AT RANDOM: For the birds

I used to love the Woody Woodpecker Show as a kid. He was one of my favourite characters on Saturday morning cartoons...

I used to love the Woody Woodpecker Show as a kid. He was one of my favourite characters on Saturday morning cartoons, right up there with Bugs, Daffy and Wile E.

He would get up to all sorts of trouble, but would always end up turning the tables on the antagonist of the day, whether it was Gabby Gator, Wally Walrus or Buzz Buzzard.

These days, I’m the nemesis. I’m Wally Walrus.

The birds are out in full force in Armstrong-Spallumcheen, and among the species taking up residence at our acreage are woodpeckers. We also have some chubby robins bouncing around the yard, plus a male pheasant whose call makes it sound like he is being throttled. But it is the woodpeckers I have a problem with.

I had a gander on the North Okanagan Avibase (regional bird checklist), and the culprit appears to be a type of woodpecker called a Northern Flicker (Colaptes auratus).

For the past few weeks I have woken up to the constant tack-tack-tack sound on the outside of my house. I’d go storming out into the yard in my boxers (one of the many perks to country living is privacy) to find one of these creatures hammering away at the side of my house.

He had already punched a baseball-sized hole  in the wood under my eaves. I quickly patched it, but he then added another right next to it and has since moved onto our suite.

I’m assuming he is trying to make a nest to attract some female companionship, but I’d prefer he didn’t incorporate my house in building his love shack.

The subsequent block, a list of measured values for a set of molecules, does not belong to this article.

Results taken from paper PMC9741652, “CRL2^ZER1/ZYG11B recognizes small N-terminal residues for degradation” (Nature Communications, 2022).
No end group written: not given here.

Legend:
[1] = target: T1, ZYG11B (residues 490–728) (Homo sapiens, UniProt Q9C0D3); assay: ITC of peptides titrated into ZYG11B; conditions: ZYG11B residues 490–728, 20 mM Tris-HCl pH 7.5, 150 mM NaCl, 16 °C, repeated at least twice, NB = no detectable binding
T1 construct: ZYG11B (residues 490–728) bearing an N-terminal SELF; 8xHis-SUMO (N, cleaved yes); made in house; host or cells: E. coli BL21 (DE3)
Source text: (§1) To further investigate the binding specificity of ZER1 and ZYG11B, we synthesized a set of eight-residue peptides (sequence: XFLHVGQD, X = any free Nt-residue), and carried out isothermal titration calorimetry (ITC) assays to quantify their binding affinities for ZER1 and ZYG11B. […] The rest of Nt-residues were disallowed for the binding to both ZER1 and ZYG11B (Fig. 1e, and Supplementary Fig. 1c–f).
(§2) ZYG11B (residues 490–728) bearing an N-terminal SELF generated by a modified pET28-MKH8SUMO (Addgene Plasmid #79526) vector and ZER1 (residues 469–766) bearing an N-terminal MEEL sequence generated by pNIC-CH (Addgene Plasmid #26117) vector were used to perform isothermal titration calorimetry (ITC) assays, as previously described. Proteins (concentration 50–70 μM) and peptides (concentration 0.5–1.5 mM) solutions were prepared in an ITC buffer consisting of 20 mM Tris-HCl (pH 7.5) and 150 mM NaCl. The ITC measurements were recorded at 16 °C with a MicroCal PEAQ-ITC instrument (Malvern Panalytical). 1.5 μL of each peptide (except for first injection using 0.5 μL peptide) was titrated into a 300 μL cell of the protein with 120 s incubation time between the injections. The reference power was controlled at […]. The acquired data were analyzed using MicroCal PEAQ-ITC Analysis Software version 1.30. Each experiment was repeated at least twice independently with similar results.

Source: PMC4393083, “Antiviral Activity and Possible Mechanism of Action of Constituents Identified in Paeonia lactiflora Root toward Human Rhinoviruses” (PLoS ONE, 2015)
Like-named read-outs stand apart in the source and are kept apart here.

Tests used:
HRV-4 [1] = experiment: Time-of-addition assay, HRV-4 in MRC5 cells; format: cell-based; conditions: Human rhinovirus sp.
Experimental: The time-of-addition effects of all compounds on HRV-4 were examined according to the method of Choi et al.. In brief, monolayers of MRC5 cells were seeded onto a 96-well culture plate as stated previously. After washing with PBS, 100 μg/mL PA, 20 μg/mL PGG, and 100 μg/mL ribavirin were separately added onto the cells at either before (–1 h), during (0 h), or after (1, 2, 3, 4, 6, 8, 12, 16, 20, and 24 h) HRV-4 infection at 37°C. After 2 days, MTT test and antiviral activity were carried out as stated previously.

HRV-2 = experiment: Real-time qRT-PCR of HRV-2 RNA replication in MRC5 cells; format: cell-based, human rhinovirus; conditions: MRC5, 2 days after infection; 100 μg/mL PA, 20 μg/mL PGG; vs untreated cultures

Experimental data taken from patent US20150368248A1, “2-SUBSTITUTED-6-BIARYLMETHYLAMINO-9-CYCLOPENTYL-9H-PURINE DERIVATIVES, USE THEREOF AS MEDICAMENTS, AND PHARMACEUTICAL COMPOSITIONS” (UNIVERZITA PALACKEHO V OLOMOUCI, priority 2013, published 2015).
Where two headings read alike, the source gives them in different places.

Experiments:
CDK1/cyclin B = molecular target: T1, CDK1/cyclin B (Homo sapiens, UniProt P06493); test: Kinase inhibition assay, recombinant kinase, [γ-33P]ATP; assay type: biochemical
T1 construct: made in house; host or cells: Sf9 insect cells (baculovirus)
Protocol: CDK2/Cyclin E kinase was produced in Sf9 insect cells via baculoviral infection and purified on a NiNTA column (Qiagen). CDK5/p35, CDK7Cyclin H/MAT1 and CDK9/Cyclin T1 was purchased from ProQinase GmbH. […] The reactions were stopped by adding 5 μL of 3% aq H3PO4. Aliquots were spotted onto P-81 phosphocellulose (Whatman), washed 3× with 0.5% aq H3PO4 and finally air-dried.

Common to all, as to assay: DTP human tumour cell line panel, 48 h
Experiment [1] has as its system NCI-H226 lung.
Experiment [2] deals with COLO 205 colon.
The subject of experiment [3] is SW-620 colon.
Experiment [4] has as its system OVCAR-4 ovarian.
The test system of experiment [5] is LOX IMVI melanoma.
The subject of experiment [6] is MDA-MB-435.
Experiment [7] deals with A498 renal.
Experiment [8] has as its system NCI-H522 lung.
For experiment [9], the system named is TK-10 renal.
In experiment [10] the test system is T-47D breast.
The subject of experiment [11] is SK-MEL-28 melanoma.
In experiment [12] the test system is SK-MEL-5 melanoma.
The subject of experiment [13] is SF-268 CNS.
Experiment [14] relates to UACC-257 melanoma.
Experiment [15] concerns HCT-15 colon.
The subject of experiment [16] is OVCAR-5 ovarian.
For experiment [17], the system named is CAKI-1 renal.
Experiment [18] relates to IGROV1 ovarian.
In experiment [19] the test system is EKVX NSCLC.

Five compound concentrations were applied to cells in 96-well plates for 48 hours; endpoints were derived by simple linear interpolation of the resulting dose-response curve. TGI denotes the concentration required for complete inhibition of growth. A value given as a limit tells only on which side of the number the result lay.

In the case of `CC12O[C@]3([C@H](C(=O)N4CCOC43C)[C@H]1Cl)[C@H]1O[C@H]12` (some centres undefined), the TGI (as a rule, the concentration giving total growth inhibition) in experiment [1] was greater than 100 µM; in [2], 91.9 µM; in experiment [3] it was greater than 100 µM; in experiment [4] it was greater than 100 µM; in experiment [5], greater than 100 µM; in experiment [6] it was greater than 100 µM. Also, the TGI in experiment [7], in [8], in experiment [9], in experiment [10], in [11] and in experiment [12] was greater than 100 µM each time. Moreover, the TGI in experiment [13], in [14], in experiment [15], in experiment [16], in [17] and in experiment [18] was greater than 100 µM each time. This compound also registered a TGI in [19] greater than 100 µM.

My options for removing this pesky vandal are many, but most of them aren’t all that appealing. I’m not exactly sure what the legality of shooting a woodpecker is, but it’s a moot point because I don’t own a gun (pellet or otherwise). Besides, my neighbour is a conservation officer and I’m pretty sure he would frown upon that practice.

There is a chemical product you can spray around the area the bird is pecking that is supposed to burn their feet, and thus deter them. Again, not something I’m overly keen on trying.

You can buy other products such as imitation owls and shiny reflective tape that are supposed to spook/annoy a woodpecker, but I’m wondering how long that would last. Every time I shoo them away, they come back five minutes later and resume their destruction of my house, one wood chip at a time.

I actually bought this psychedelic-looking spiralling piece of plastic from a dollar store, but it looks so tacky I have yet to hang it up.

So after mulling all these options over in my head for the last week, I came to one very simple realization – all this bird wants is a home. So I’m going to build him one.

All I can say is he better like it because if he doesn’t, in the words of comedian Russell Peters: “Somebody gonna get a hurt real bad.”

This is one of those instances where the Internet is a godsend. All I had to do was Google ‘woodpecker nesting box’ and presto, potential design ideas flowed.

Apparently, woodpecker nesting box design hasn’t changed all that much in the last century. The one I settled on came from the 1916 classic Bird Houses Boys Can Build, by Albert F. Siepert.

I really hope it works because, while I loathe being woken up by woodpeckers (or any other bright and cheery animal), I take their presence to be a good omen.

It was my choice to move to the country, and now I have to try and make nice with the locals.

—Graeme Corbett is a reporter for The Morning Star